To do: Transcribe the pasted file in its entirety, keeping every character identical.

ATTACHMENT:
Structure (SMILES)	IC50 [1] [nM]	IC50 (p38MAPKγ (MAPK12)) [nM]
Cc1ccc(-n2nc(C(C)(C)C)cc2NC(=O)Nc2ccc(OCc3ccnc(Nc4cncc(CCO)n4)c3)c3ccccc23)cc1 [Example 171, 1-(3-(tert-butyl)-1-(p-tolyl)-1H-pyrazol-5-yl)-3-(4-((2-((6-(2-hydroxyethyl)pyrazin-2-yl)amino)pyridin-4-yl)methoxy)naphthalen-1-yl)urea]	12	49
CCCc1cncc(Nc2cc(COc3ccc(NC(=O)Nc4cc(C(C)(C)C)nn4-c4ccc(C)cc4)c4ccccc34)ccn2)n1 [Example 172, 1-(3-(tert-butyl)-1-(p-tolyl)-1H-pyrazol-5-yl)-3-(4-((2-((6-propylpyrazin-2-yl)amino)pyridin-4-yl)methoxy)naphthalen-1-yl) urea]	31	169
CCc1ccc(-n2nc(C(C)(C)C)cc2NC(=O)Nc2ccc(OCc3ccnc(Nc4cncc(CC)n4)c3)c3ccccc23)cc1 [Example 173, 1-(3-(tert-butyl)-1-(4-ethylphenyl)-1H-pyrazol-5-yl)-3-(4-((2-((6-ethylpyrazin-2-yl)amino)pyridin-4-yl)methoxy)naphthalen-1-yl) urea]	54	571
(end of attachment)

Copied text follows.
Structure (SMILES)	IC50 [1] [nM]	IC50 (p38MAPKγ (MAPK12)) [nM]
Cc1ccc(-n2nc(C(C)(C)C)cc2NC(=O)Nc2ccc(OCc3ccnc(Nc4cncc(CCO)n4)c3)c3ccccc23)cc1 [Example 171, 1-(3-(tert-butyl)-1-(p-tolyl)-1H-pyrazol-5-yl)-3-(4-((2-((6-(2-hydroxyethyl)pyrazin-2-yl)amino)pyridin-4-yl)methoxy)naphthalen-1-yl)urea]	12	49
CCCc1cncc(Nc2cc(COc3ccc(NC(=O)Nc4cc(C(C)(C)C)nn4-c4ccc(C)cc4)c4ccccc34)ccn2)n1 [Example 172, 1-(3-(tert-butyl)-1-(p-tolyl)-1H-pyrazol-5-yl)-3-(4-((2-((6-propylpyrazin-2-yl)amino)pyridin-4-yl)methoxy)naphthalen-1-yl) urea]	31	169
CCc1ccc(-n2nc(C(C)(C)C)cc2NC(=O)Nc2ccc(OCc3ccnc(Nc4cncc(CC)n4)c3)c3ccccc23)cc1 [Example 173, 1-(3-(tert-butyl)-1-(4-ethylphenyl)-1H-pyrazol-5-yl)-3-(4-((2-((6-ethylpyrazin-2-yl)amino)pyridin-4-yl)methoxy)naphthalen-1-yl) urea]	54	571